To install a new charging station thus usually requires an electrician run new wiring on a dedicated circuit from the electrical panel to the installation location. This will need to be of high enough amperage to accommodate the charger being used. New installations require permits from the city or county for approval and inspection. All of this costs money, of course, How much depends on how difficult the job and where you are located. In California, it can be several thousand dollars.
A new electric vehicle plug-in standard for charging units called EVSE has arrived. It's been largely accepted by manufacturers of charging stations and has been in place for long enough that most of those being offered on the market today are probably compliant. EVSE stands for Electric Vehicle Supply Equipment, which is a control standard for the equipment itself. It doesn't necessarily need the car to be compliant with anything, though most are thanks to the SAE's J1772 protocols (the Model S does not use this standard, but is EVSE compliant). We'll get into J1772 in a moment.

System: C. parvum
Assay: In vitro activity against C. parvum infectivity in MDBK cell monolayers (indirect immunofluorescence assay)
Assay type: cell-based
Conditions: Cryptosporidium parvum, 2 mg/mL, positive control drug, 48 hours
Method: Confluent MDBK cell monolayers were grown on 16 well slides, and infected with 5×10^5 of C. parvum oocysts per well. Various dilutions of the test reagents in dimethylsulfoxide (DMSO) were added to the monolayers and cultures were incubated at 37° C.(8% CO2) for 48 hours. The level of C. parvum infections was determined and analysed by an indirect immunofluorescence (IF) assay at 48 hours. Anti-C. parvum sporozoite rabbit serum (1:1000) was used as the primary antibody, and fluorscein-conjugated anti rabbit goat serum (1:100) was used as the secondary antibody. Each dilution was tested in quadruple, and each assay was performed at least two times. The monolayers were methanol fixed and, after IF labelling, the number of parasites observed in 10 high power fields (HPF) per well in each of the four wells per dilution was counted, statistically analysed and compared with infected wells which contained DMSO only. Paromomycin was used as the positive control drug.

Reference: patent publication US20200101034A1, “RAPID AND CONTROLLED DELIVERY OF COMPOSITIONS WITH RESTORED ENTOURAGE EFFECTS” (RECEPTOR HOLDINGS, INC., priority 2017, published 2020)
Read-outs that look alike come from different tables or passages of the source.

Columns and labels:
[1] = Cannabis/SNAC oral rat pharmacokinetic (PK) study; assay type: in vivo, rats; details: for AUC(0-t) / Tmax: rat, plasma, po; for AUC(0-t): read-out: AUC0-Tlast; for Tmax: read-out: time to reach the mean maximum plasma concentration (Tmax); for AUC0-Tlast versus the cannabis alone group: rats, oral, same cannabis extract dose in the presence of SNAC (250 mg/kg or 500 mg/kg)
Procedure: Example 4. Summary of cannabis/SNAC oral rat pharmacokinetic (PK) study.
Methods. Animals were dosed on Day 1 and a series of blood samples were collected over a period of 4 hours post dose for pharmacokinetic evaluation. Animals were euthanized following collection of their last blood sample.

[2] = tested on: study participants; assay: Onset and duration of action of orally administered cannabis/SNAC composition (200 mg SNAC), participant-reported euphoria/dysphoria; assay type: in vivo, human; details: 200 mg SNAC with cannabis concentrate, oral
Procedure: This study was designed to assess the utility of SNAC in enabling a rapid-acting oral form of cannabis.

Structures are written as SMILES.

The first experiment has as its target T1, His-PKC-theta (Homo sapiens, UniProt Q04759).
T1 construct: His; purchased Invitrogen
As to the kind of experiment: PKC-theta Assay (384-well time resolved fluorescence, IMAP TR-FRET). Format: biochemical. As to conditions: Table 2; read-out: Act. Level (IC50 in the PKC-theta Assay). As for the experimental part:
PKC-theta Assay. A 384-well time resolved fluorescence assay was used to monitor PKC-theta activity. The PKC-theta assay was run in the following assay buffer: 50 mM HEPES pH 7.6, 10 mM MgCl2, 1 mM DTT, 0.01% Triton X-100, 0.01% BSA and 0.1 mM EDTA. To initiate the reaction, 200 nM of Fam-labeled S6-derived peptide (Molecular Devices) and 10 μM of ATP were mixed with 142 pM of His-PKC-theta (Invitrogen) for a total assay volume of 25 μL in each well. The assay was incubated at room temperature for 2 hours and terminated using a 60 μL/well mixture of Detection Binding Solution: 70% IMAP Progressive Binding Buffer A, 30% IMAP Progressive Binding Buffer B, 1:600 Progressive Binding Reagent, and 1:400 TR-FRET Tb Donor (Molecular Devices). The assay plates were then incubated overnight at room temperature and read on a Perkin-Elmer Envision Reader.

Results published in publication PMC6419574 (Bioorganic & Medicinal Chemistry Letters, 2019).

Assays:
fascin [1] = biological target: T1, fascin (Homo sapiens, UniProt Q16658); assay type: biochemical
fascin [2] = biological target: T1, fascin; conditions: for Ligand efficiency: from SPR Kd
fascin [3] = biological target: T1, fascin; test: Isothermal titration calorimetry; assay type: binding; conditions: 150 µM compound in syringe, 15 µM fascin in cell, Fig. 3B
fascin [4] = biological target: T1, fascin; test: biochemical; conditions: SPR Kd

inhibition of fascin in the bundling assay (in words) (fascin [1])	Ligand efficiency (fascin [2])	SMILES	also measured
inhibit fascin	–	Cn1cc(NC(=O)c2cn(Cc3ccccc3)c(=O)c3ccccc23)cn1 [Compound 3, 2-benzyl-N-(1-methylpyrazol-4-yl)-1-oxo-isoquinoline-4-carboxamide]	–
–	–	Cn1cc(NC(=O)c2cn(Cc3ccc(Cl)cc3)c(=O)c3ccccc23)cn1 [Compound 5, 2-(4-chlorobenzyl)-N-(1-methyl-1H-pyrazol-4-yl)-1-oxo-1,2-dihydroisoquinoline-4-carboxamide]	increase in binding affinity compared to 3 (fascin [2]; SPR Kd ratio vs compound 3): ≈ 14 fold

To nutshell it, EVSE is a protocol that allows the charging unit to "think" for itself and to communicate with the car being charged. The charger knows how much current it can provide (via it's current electrical input capacity) at any given moment. Since every EV is slightly different, the amount that the car can accept may or may not be at that level. Until recently, car owners had to know their limits as well as what type of cord and plug they were using and set the charge accordingly. Manually. With EVSE, that's no longer the case.
The charger talks to the car, finds out its maximum input capacity, and then sends as much power as it can at or below that capacity. Sometimes the charger may not be able to draw sufficient load to power the car at maximum charging speed, other times the car may not be capable of accepting all that the charger can send. Either way, through EVSE, it balances out automatically.
This is a kind of breakthrough for plug-in vehicles, since it eliminates the need for a lot of user input and largely makes car charging plug and go.